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Wisdom from the Ward

After a day of co-facilitating workshops with patients on Sandwell Hospital's Stroke Recovery Ward, Kibriya reflects on the way we think about hospitals and what Overhear aims to accomplish in these spaces.

When I woke this morning, I was anxious about the schedule; Adrian and I were set to run a workshop at Sandwell Hospital as part of Overhear's collaboration with the Midland Met - yet to be built. I was stressed about getting our resources together on time, worried about how the participants were going to receive what we'd planned and, honestly, mostly, nervous about having to spend a significant amount of time on a ward, and possibly having to confront some less-than-great memories.

a view of a busy carpark from a 6th storey window, surrounded by buildings
to be fair, I did have a pretty good view of the Queen Elizabeth Hospital carpark during my own short stint

Plenty of us have negative associations with hospitals - and for good reason. We spoke to one patient who was very firm with us that she wanted out immediately and if she never came back it would be too soon. I've no doubt that she was voicing the thoughts of a lot of the people who have had to stay on a ward for any amount of time. Another patient talked about how overwhelming it all was when they were first admitted, the shock of becoming dependent on others for basic needs, the fear of asking questions like when is it okay to press the call button? As we talked with these participants, their families and the staff who'd worked with them, however, the overwhelming theme was of determination and celebration. When stroke - or any life-changing illness - occurs, it can change everything: the way you live your life, the way you communicate, your whole sense of self. Every single person we talked to was in the process of building themselves back up from a place they never imagined themselves to be and yet every single one was taking it in their stride. I'm a man on a mission, said one patient. I'm not into toxic positivity or reducing people who go through terrible, difficult things to 'inspiration' for those who haven't. Everyone in that room knew that progress was not linear, that recovery is not ticking off a series of boxes on a checklist, that there were hours and days and weeks where they might feel devastated, frustrated, furious. The things that they held onto were often small victories, small joys: going from a 1 to a 2 on the IDDSI Diet Levels chart, the aim of playing board games with their grandchildren, reaching for a word and finding it. It made me appreciate that while hospitals hold difficult memories for many of us, they're also the places where the wonderful minutiae of human life are given their due. That's where you celebrate being able to eat a Greggs Sausage Roll, where you say out loud to your mother I'm so proud of everything you've done, where every word can be a miracle. If Overhear can play any part in recognising that, and in helping other people who pass through the space to find and focus on that joy, then I'll feel very justified in celebrating a victory.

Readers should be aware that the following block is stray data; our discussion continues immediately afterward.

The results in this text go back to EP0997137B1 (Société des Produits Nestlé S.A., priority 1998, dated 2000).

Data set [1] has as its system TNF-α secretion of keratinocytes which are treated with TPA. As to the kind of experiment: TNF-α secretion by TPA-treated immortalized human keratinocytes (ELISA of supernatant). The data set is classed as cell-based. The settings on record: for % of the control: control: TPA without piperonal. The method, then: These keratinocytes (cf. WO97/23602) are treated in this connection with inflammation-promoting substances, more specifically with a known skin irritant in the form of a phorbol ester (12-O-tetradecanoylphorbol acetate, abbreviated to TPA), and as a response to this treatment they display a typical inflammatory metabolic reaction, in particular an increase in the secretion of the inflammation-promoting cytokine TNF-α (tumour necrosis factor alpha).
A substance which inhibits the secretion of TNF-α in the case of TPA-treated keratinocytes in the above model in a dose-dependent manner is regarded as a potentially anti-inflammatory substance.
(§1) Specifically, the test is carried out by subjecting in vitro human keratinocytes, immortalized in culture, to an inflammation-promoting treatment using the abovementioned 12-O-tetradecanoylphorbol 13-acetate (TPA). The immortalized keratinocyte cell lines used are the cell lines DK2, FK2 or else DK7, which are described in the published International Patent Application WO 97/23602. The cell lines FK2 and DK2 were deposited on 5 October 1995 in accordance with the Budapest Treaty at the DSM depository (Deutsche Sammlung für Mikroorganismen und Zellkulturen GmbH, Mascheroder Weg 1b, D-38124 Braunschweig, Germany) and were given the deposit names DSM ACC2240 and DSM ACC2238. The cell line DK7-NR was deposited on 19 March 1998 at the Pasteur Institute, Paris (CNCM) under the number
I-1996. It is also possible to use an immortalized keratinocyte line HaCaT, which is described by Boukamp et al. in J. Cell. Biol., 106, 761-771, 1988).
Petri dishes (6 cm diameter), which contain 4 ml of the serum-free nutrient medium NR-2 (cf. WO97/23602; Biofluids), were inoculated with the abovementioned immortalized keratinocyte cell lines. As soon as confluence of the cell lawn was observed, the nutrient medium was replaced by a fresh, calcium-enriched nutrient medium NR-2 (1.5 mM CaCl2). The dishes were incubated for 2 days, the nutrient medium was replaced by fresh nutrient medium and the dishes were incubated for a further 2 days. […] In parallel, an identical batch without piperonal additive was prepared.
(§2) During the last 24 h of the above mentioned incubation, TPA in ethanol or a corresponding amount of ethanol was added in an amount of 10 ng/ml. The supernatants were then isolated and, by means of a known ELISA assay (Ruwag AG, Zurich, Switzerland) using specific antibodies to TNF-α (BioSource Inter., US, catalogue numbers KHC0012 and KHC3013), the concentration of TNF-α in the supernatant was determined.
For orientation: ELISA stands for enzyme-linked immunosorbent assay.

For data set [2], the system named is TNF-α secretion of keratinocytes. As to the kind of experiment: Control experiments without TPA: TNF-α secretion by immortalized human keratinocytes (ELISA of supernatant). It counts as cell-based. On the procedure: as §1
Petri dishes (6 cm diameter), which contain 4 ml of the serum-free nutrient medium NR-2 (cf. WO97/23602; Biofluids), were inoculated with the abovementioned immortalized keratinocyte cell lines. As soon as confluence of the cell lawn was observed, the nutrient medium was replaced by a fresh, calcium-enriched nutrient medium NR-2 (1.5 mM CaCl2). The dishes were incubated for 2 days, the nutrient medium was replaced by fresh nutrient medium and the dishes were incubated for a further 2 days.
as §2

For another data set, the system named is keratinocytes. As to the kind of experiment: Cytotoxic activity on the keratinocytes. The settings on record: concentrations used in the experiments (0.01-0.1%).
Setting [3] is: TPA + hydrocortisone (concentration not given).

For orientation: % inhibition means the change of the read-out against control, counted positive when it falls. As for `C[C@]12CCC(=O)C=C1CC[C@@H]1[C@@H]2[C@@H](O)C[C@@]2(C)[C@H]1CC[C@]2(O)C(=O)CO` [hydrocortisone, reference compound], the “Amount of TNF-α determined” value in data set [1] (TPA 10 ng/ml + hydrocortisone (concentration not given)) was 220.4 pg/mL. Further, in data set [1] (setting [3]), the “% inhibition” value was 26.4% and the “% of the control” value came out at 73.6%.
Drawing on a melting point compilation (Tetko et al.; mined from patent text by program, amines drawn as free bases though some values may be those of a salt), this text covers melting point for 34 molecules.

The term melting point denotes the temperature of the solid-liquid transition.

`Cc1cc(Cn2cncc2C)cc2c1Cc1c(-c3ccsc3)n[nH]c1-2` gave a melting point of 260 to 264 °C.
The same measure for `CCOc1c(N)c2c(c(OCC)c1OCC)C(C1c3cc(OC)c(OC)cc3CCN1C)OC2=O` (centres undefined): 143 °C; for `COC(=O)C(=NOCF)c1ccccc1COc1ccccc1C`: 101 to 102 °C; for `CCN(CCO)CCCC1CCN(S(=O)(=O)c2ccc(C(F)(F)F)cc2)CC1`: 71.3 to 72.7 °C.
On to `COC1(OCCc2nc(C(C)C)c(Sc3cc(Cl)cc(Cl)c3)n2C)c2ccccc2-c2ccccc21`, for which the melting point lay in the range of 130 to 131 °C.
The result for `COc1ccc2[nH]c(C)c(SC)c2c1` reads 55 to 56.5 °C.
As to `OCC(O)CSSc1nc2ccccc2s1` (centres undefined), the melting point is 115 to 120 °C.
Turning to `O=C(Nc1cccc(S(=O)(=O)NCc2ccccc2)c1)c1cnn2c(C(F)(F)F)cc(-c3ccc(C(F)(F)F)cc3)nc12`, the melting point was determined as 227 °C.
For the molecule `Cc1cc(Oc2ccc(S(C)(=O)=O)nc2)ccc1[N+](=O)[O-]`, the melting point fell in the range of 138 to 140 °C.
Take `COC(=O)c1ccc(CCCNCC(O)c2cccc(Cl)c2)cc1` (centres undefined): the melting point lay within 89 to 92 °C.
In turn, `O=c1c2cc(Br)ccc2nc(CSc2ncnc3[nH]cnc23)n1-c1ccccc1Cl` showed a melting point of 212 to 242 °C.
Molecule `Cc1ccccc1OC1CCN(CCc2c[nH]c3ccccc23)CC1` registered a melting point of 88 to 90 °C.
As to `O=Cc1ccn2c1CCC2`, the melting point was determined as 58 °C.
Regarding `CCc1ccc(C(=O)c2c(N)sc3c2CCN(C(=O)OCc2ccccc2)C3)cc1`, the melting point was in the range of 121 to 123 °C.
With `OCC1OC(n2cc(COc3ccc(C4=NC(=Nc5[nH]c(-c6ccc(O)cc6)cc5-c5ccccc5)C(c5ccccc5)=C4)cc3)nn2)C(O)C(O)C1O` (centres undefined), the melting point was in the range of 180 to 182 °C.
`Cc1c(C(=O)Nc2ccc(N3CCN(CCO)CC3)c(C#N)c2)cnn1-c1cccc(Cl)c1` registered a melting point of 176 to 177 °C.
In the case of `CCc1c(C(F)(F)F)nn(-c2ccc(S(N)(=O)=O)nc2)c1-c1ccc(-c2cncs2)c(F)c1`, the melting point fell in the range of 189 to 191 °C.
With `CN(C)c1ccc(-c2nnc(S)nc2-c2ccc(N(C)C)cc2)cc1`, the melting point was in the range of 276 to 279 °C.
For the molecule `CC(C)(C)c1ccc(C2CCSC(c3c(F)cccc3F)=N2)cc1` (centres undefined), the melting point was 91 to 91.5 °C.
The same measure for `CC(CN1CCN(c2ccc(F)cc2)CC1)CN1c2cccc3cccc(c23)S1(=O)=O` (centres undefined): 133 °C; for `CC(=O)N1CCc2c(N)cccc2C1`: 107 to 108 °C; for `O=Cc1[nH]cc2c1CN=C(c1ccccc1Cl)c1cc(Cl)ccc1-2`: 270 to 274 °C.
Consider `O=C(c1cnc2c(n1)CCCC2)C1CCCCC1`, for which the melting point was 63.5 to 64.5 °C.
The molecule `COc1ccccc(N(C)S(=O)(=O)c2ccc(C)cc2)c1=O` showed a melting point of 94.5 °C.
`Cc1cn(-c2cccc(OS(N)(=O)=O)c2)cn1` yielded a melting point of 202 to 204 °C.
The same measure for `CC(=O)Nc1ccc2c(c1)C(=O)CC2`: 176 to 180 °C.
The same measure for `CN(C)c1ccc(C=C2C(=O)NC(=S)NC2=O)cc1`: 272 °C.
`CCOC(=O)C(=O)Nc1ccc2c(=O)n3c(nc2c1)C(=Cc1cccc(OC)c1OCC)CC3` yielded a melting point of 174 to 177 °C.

a board covered in pink and yellow post-it notes. Each has a word or phrase on it including beautiful, fresh you can branch out, blue beyond words, branches, ridiculous
just some of the words we helped our participants find

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